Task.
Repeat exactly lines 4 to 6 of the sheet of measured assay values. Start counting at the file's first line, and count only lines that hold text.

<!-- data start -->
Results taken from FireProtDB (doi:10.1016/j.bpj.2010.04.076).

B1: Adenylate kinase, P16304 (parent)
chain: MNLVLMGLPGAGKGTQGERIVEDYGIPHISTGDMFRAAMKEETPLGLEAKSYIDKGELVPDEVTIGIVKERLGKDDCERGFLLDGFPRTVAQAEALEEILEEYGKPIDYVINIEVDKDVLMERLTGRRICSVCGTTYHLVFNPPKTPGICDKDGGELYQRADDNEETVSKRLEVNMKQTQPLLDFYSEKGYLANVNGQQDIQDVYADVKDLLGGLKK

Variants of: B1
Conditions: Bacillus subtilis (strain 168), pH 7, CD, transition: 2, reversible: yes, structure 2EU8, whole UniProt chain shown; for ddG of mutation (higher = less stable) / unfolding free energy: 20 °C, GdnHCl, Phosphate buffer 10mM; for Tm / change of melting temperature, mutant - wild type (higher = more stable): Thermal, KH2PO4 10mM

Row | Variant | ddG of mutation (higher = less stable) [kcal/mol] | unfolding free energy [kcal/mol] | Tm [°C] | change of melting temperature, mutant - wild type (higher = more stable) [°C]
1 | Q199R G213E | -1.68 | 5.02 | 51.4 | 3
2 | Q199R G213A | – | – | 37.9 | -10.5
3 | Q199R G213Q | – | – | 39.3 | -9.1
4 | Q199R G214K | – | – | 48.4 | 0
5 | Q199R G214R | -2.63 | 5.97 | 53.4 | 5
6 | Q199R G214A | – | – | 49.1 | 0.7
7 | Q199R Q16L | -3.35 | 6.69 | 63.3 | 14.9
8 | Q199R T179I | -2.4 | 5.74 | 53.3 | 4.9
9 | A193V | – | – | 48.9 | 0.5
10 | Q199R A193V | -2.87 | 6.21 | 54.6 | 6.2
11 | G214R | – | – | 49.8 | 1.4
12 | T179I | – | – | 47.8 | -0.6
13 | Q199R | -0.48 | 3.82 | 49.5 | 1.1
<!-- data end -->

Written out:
Variants of: B1
Conditions: Bacillus subtilis (strain 168), pH 7, CD, transition: 2, reversible: yes, structure 2EU8, whole UniProt chain shown; for ddG of mutation (higher = less stable) / unfolding free energy: 20 °C, GdnHCl, Phosphate buffer 10mM; for Tm / change of melting temperature, mutant - wild type (higher = more stable): Thermal, KH2PO4 10mM

Row | Variant | ddG of mutation (higher = less stable) [kcal/mol] | unfolding free energy [kcal/mol] | Tm [°C] | change of melting temperature, mutant - wild type (higher = more stable) [°C]